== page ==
BORN: Vancouver, British Columbia • 24 March 1936
HE HATES THE COMPARISON, BUT WHEN PRESSED, David Suzuki will admit that he is a boy crying wolf. The rainforest is disappearing faster every day, and humans will soon be gasping for breath. Many Canadian rivers and lakes are poisoned beyond hope. The planet is so overcrowded that the biosphere is on the verge of complete collapse.
Today, these claims are outlandish at worst, debatable at best. But Suzuki remains defiant: “The whole point of the parable,” he says, “is that in the end, the wolf did come.” One sure thing is that if (when?) the wolf does come, and humankind’s contamination of the natural environ¬ ment begins to choke off life on Earth, the world will not have David Suzuki to blame.
He is not the first to make saving the world from itself a career, but, worldwide, few have done it better.It is tempting to find the well-spring of Suzuki’s drive in an ugly chapter in Canadian history during his childhood. In 1942 the federal government responded to wartime hysteria by forcibly removing Japanese nationals and Canadians of Japanese ancentry from the British Columbia coast.
Suzuki’s father was assigned to a road crew in the province, and the rest of the family was moved to an inland camp. At war’s end, this Canadian family was relo¬ cated to Ontario. For a child who already felt like an alien in the country of his birth, the war experience left Suzuki with memories of fear and self-loathing that would not soon fade.
In a hostile world, he grew up needing to prove himself. A brilliant student, Suzuki breezed though university in the United States. His passion was genetics, and he was a professor of zoology at the University of British Columbia when he was barely out of his twenties. Pathbreaking research on fruit flies gained him an international reputation,but his real gift was teaching: his lectures were captivating, and he earned a cult following among students as the professor who was in love with his subject.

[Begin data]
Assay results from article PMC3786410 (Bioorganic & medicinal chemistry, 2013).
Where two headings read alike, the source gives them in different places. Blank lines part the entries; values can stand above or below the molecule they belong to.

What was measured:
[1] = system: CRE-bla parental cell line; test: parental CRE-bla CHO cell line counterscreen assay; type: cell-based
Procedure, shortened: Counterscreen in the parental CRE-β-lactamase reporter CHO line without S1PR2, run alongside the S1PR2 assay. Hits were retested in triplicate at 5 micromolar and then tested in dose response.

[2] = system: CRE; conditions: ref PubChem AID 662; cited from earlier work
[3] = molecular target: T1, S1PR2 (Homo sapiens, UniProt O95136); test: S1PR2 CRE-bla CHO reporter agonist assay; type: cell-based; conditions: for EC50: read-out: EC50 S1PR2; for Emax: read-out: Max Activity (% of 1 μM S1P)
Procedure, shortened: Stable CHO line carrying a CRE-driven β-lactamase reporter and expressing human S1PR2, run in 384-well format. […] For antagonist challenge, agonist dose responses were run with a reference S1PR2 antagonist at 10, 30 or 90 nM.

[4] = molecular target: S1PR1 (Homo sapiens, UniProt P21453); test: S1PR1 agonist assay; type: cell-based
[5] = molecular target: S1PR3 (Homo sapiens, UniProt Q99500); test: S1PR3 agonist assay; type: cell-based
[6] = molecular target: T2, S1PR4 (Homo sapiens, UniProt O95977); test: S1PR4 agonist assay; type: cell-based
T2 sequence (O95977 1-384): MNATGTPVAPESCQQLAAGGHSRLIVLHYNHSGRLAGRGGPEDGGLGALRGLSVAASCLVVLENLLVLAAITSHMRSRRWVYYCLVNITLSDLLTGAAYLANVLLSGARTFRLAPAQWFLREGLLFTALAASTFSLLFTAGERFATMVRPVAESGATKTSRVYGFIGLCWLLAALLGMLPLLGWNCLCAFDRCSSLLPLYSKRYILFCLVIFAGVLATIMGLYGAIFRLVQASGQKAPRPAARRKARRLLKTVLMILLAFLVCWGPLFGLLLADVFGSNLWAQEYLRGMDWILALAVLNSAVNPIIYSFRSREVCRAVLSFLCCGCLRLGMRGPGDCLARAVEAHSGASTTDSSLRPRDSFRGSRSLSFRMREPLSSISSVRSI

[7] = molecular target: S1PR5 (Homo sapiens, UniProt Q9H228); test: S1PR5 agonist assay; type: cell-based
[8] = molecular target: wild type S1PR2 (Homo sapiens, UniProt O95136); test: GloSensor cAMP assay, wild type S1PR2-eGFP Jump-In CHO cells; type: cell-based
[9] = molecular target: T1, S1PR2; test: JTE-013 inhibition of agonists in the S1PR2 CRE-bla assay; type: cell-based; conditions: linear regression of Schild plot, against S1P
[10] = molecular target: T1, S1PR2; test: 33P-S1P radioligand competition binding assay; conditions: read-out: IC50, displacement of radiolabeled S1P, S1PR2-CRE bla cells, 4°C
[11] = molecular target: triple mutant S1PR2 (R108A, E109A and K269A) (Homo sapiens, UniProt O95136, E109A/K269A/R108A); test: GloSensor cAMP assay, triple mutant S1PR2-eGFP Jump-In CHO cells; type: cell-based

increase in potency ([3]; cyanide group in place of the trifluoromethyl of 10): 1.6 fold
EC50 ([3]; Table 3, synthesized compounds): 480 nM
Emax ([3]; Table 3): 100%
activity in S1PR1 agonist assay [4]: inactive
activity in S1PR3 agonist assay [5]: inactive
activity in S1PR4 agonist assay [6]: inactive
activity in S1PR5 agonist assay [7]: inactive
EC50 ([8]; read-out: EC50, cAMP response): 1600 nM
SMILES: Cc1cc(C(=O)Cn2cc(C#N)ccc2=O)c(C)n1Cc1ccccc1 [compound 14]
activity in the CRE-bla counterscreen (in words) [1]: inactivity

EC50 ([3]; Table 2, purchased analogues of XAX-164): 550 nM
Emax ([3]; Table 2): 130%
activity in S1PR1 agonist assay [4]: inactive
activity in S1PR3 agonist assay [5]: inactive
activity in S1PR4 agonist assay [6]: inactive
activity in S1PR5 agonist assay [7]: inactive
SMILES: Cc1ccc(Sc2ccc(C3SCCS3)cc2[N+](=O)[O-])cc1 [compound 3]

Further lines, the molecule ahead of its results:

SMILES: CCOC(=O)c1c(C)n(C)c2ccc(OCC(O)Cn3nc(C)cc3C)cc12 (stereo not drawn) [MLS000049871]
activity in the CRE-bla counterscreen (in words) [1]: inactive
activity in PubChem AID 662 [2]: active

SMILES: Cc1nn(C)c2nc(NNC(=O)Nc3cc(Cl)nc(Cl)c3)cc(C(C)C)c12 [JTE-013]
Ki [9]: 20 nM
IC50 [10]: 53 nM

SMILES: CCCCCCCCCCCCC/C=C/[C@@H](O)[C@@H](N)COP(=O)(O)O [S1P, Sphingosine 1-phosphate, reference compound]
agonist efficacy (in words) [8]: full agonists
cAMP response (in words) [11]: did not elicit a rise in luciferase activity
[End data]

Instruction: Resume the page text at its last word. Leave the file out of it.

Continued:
There were more than a few scientists and students who were disappointed when Suzuki gradually gave up research and teaching in the 1970s. First radio, and then television, offered opportunities to bring his passion for science to the masses. And in Suzuki, Canadians came to know a most unusual scientist: down to earth but sophisticated, credible yet accessible.
In a series ofCBC programs, he became the best-known Canadian scientist ever.Shows like Quires and Quarts, Earthwatch, and Discovery also made Suzuki’s name outside Canada when the programs were aired around the world. By the early 1980s, however, Suzuki began to lose his faith in science as an unqualified source of good.
The television special A Planetfor the Taking in 1985 confirmed his belief that the biggest threat facing the human species was its own desecra¬ tion of the environment, much of that brought about by technological advances.
Apparently, many people agreed. His shows were some of the most watched in Canadian history and were rebroadcast worldwide in dozens of languages. In the spotlight as never before, Suzuki had discovered his life’s work.His most recent television series, The Nature of Things, is concerned almost exclusively with environmental themes.
In 1995 it was watched in more than fifty countries. That makes Suzuki a world figure, and he has seldom hesitated to lend his fame to save rivers, forests, and the ozone layer. He is now something of his own industry: his books, children’s programs, and foundation are all many people know of envi¬ ronmentalism. At the end of the twentieth century, he is perhaps the most recognized living Canadian on the planet.